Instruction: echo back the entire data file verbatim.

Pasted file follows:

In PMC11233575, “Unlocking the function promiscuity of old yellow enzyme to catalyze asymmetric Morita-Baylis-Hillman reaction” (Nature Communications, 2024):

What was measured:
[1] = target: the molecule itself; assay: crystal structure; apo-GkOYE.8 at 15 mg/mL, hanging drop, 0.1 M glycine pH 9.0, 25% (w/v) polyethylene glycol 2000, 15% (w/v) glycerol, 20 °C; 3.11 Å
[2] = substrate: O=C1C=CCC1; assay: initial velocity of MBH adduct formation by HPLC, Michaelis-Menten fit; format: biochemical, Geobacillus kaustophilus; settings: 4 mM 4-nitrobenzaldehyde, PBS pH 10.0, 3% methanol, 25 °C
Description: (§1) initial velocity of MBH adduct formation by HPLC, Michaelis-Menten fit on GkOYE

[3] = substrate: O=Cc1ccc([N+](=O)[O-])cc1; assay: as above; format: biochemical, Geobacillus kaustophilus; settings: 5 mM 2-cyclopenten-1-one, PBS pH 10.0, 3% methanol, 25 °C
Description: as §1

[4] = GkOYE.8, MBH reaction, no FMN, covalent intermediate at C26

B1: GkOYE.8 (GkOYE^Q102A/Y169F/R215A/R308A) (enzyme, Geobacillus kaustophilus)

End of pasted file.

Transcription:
In PMC11233575, “Unlocking the function promiscuity of old yellow enzyme to catalyze asymmetric Morita-Baylis-Hillman reaction” (Nature Communications, 2024):

What was measured:
[1] = target: the molecule itself; assay: crystal structure; apo-GkOYE.8 at 15 mg/mL, hanging drop, 0.1 M glycine pH 9.0, 25% (w/v) polyethylene glycol 2000, 15% (w/v) glycerol, 20 °C; 3.11 Å
[2] = substrate: O=C1C=CCC1; assay: initial velocity of MBH adduct formation by HPLC, Michaelis-Menten fit; format: biochemical, Geobacillus kaustophilus; settings: 4 mM 4-nitrobenzaldehyde, PBS pH 10.0, 3% methanol, 25 °C
Description: (§1) initial velocity of MBH adduct formation by HPLC, Michaelis-Menten fit on GkOYE

[3] = substrate: O=Cc1ccc([N+](=O)[O-])cc1; assay: as above; format: biochemical, Geobacillus kaustophilus; settings: 5 mM 2-cyclopenten-1-one, PBS pH 10.0, 3% methanol, 25 °C
Description: as §1

[4] = GkOYE.8, MBH reaction, no FMN, covalent intermediate at C26

B1: GkOYE.8 (GkOYE^Q102A/Y169F/R215A/R308A) (enzyme, Geobacillus kaustophilus)